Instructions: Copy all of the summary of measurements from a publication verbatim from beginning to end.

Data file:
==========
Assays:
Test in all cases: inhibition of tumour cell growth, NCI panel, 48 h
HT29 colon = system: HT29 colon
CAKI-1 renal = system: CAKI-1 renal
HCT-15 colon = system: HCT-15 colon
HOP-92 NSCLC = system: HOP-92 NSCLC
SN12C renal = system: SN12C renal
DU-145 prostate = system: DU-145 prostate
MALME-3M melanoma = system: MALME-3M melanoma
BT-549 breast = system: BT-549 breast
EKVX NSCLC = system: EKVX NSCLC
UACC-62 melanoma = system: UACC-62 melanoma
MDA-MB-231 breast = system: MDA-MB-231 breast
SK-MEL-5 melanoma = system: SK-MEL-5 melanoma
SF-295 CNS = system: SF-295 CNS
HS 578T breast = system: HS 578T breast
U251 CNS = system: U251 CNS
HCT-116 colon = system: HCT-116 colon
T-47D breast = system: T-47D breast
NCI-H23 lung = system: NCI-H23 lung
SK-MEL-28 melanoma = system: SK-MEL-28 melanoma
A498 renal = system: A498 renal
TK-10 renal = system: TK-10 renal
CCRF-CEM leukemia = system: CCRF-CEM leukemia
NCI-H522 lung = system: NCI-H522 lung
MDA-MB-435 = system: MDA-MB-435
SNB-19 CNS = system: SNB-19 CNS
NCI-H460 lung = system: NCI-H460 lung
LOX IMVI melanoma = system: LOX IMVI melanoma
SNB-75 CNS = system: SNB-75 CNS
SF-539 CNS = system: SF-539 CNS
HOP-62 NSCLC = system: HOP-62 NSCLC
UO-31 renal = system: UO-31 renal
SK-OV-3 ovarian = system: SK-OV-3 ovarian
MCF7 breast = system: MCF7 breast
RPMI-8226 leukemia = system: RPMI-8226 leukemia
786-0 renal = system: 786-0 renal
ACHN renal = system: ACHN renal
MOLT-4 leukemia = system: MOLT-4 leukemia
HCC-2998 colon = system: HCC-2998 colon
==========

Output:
Assays:
Test in all cases: inhibition of tumour cell growth, NCI panel, 48 h
HT29 colon = system: HT29 colon
CAKI-1 renal = system: CAKI-1 renal
HCT-15 colon = system: HCT-15 colon
HOP-92 NSCLC = system: HOP-92 NSCLC
SN12C renal = system: SN12C renal
DU-145 prostate = system: DU-145 prostate
MALME-3M melanoma = system: MALME-3M melanoma
BT-549 breast = system: BT-549 breast
EKVX NSCLC = system: EKVX NSCLC
UACC-62 melanoma = system: UACC-62 melanoma
MDA-MB-231 breast = system: MDA-MB-231 breast
SK-MEL-5 melanoma = system: SK-MEL-5 melanoma
SF-295 CNS = system: SF-295 CNS
HS 578T breast = system: HS 578T breast
U251 CNS = system: U251 CNS
HCT-116 colon = system: HCT-116 colon
T-47D breast = system: T-47D breast
NCI-H23 lung = system: NCI-H23 lung
SK-MEL-28 melanoma = system: SK-MEL-28 melanoma
A498 renal = system: A498 renal
TK-10 renal = system: TK-10 renal
CCRF-CEM leukemia = system: CCRF-CEM leukemia
NCI-H522 lung = system: NCI-H522 lung
MDA-MB-435 = system: MDA-MB-435
SNB-19 CNS = system: SNB-19 CNS
NCI-H460 lung = system: NCI-H460 lung
LOX IMVI melanoma = system: LOX IMVI melanoma
SNB-75 CNS = system: SNB-75 CNS
SF-539 CNS = system: SF-539 CNS
HOP-62 NSCLC = system: HOP-62 NSCLC
UO-31 renal = system: UO-31 renal
SK-OV-3 ovarian = system: SK-OV-3 ovarian
MCF7 breast = system: MCF7 breast
RPMI-8226 leukemia = system: RPMI-8226 leukemia
786-0 renal = system: 786-0 renal
ACHN renal = system: ACHN renal
MOLT-4 leukemia = system: MOLT-4 leukemia
HCC-2998 colon = system: HCC-2998 colon